Bee Stings · Construction · Gardening · Honey · Lazer Creek Apiary · Pests - Bees · Queen Bee · Storage

Slowly Moving West

We have started taking plants and boxes of household goods to the farm — just what will fit in the vehicles each time and what we have had time to pack.  Most of the bee stuff is down there now, which makes getting around in the 40-foot container challenging!   Still, the bees are rapidly going through the frames we’ve built, so empty totes come back to the city with us in time to be refilled.

Shop Site
Shop Site

Building the shop has become a priority so that we have more space to put things and so that we have a clean space to sling honey this summer.  As we want to sell in Georgia, we need to be certified in Georgia.   Hubby spent most of the weekend leveling the shop site and was working on trenching to install conduit last time I talked to him.   (I came back early to get laundry done for the week.)    Our neighbor has been a great help, both in terms of giving advice and helping on the tractor.   His company will be pouring the slab next week and then the construction can start.  It’s exciting!

Spring border
Daffodil, iris, crinum lily, and other spring transplants.

Even though there was a lot to get done, hubby was still willing to help me get spring bulbs transplanted.  They’re all looking rather sad right now, but I know from experience that they’ll look great next spring, if not before.   The grass and wildflower seeds are doing well, and I added some clover seed and fertilizer yesterday.   If we can just get enough growing to slow down the erosion, we’ll have a less muddy driveway when we get those Southern downpours!   The drainage ditches hubby, my brother-in-law, and I have cut are making a huge difference, and plants will just be the final touch we need.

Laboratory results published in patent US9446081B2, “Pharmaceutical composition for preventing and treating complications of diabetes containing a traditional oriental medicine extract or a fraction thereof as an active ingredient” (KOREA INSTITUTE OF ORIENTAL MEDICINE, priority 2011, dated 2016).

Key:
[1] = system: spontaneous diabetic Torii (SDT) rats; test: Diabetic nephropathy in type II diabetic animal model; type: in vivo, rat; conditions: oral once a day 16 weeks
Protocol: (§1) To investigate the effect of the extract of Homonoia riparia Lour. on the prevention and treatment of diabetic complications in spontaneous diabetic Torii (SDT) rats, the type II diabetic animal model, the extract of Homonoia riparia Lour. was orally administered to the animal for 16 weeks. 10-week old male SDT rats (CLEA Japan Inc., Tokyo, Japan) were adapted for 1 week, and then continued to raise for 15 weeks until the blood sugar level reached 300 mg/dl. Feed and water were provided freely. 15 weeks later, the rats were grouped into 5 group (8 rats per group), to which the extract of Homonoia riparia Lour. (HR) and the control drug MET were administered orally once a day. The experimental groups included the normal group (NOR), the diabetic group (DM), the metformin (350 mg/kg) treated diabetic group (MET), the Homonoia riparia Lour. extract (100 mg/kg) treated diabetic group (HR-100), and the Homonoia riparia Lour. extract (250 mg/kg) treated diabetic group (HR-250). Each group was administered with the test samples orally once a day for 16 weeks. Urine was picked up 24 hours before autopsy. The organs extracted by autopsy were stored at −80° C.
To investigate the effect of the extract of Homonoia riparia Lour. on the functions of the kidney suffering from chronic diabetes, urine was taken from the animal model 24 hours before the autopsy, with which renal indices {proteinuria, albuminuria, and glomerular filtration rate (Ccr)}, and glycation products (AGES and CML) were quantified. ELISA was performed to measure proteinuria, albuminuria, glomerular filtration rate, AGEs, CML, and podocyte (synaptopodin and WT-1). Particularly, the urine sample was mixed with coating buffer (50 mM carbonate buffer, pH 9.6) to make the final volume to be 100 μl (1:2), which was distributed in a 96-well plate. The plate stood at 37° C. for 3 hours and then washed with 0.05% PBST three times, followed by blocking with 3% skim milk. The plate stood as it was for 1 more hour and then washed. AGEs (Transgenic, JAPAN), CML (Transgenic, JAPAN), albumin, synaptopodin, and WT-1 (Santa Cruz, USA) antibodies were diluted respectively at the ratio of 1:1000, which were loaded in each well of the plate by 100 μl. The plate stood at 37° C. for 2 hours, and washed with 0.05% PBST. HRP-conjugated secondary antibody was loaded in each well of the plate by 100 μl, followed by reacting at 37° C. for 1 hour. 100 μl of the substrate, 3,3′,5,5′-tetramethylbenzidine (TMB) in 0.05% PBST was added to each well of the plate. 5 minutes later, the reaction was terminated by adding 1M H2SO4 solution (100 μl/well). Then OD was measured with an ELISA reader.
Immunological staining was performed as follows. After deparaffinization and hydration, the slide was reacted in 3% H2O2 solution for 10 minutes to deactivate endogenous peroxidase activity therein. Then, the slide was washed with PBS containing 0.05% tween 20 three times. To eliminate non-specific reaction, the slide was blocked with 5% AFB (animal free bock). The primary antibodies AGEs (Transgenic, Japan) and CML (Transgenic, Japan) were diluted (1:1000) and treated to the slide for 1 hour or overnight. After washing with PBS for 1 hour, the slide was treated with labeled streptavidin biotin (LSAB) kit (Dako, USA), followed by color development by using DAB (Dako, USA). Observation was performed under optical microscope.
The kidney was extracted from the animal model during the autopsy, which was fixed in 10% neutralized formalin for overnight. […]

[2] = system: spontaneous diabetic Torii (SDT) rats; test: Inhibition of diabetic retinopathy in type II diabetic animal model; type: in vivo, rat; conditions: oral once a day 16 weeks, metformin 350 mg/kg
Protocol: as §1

Smoker
Smoker with new bellows

Of course, we didn’t neglect the bees this weekend, even with all the other tasks we needed to accomplish.    We had to replace the bellows on one of our smokers, and we love this new Pro Bellow from Mann Lake.   There’s a nozzle at the bottom that blows air directly into the smoker, and that has made it easier to get the smoker lit.   I’ll let you know how it holds up, but for now I’m sold!